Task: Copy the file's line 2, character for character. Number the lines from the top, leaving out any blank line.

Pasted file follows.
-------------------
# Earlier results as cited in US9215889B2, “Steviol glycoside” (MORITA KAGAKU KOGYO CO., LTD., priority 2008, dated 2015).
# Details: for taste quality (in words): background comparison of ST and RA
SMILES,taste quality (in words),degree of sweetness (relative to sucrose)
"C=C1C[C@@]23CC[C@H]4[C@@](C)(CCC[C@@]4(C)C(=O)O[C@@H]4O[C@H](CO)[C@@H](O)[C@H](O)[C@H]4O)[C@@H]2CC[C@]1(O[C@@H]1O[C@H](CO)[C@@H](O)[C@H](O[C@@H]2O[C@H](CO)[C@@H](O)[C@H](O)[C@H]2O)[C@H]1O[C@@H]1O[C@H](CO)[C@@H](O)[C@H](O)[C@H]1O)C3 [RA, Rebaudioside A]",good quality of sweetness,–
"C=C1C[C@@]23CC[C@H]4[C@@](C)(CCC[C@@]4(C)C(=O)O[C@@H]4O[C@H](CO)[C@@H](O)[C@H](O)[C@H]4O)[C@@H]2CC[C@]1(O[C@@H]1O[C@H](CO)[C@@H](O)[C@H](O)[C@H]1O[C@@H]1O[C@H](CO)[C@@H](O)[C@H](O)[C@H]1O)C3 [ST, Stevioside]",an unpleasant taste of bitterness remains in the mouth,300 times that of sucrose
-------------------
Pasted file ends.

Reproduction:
# Details: for taste quality (in words): background comparison of ST and RA